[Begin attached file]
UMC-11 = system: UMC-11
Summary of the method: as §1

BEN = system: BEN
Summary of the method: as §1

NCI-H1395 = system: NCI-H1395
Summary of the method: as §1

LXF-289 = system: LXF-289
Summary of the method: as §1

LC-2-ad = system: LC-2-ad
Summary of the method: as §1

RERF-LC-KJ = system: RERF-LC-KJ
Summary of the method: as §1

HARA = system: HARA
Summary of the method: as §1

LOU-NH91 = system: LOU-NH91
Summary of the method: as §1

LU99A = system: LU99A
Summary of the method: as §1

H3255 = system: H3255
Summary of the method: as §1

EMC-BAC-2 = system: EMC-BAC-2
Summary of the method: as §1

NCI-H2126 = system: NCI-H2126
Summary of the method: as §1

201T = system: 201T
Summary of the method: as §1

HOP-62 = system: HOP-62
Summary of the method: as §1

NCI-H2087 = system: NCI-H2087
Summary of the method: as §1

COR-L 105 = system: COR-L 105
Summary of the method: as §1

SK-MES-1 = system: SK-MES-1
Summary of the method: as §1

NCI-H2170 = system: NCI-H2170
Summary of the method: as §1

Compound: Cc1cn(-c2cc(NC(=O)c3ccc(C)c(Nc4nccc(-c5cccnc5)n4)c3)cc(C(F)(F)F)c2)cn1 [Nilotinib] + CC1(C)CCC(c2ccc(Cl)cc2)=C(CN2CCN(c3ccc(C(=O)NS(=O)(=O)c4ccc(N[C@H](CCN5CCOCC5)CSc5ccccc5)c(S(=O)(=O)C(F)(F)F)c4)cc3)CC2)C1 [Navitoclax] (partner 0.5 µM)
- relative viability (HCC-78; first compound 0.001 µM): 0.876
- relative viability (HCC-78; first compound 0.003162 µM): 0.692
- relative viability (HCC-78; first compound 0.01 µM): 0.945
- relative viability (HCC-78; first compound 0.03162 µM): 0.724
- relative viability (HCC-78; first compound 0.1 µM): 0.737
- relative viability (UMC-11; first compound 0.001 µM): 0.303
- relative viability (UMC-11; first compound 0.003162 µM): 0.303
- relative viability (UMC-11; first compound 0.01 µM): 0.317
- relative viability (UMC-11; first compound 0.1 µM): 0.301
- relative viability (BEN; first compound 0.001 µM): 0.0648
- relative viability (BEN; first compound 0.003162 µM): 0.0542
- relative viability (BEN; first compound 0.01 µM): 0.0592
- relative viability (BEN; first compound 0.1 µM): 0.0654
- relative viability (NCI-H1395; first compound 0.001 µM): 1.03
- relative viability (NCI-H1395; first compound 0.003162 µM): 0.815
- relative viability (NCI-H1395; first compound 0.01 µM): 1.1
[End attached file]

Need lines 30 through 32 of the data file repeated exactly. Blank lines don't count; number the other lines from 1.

Summary of the method: as §1

COR-L 105 = system: COR-L 105
Summary of the method: as §1